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The Integers Modulo n Under + and x
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The Limit Definition of the Exponential Function
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Tic-Tac-Toe Factoring
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Trapezoidal Rule
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Unit Vectors
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Vector Calculus
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Volume Integrals

Microeconomics

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Marginal Revenue and Cost

Particle Physics

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Feynman Diagrams and Loops
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Field Dimensions
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Helicity and Chirality
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Klein-Gordon and Dirac Equations
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Regularization and Renormalization
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Scattering - Mandelstam Variables
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Spin 1 Eigenvectors
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The Vacuum Catastrophe

Probability and Statistics

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Box and Whisker Plots
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Chebyshev's Theorem
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Factor Analysis
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Programming and Computer Science

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Hashing
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Quantum Field Theory

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Creation and Annihilation Operators
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Field Operators for Bosons and Fermions
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Lagrangians in Quantum Field Theory
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Path Integral Formulation
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Relativistic Quantum Field Theory

Quantum Mechanics

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Basic Relationships
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Bell's Theorem
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Bohr Atom
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Clebsch-Gordan Coefficients
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Commutators
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Dyson Series
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Electron Orbital Angular Momentum and Spin
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Entangled States
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Heisenberg Uncertainty Principle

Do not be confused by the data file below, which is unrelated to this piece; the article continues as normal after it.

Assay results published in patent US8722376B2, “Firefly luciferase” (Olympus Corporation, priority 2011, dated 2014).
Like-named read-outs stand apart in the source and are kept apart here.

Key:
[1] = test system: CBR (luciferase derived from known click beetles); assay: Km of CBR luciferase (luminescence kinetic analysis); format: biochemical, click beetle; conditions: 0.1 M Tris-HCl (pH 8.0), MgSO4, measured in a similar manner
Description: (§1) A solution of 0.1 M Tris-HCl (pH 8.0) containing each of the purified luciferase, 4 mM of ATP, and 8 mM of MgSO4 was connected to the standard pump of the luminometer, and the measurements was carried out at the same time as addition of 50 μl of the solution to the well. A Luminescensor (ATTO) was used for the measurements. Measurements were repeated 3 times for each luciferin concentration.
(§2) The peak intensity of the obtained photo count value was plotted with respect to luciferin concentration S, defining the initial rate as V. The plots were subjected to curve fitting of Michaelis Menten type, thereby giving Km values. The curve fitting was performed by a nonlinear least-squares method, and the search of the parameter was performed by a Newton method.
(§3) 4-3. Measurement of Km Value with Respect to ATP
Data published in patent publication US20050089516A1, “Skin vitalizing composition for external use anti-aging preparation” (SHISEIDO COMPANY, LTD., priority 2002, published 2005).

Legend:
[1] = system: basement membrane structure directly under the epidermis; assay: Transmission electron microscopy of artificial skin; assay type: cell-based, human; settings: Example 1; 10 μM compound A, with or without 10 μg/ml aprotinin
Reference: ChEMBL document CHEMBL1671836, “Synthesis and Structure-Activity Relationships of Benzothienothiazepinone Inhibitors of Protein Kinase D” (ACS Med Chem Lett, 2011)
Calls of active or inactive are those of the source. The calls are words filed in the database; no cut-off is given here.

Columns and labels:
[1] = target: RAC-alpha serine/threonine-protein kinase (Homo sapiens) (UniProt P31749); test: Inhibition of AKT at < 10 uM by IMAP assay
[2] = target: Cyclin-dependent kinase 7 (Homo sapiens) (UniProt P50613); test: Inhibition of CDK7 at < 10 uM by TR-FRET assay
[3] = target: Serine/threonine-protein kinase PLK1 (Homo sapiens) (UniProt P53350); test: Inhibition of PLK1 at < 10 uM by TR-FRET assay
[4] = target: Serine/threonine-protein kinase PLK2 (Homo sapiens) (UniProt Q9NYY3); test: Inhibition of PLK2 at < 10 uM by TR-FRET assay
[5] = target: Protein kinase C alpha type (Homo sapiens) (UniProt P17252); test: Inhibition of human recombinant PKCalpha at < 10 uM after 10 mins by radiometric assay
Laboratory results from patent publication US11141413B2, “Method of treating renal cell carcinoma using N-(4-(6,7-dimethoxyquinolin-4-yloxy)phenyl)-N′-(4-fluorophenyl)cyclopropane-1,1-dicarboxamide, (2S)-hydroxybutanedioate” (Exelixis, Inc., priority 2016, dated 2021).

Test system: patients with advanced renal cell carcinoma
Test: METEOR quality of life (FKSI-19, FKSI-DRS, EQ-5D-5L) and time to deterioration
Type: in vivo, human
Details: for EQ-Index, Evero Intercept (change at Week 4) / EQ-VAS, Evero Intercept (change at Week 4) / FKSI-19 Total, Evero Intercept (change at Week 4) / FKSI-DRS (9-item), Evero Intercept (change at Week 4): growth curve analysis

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Photoelectric Effect
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Position and Momentum States
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Probability Current
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Schrodinger Equation for Hydrogen Atom
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Schrodinger Wave Equation (continued)
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Spin 1/2 Eigenvectors
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The Differential Operator
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The Essential Mathematics of Quantum Mechanics
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The Observer Effect
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The Qubit
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The Schrodinger, Heisenberg and Dirac Pictures
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The WKB Approximation
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Time Dependent Perturbation Theory
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Time Evolution and Symmetry Operations
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Time Independent Perturbation Theory
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Wavepackets

Semiconductor Reliability

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The Weibull Distribution

Solid State Electronics

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Band Theory of Solids
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Fermi-Dirac Statistics
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Intrinsic and Extrinsic Semiconductors
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The MOSFET
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The P-N Junction

Special Relativity

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4-vectors
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Electromagnetic 4 - Potential
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Energy and Momentum, E = mc2
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Lorentz Invariance
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Lorentz Transform
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Lorentz Transformation of the EM Field
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Newton versus Einstein
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Spinors - Part 1
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Spinors - Part 2
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The Lorentz Group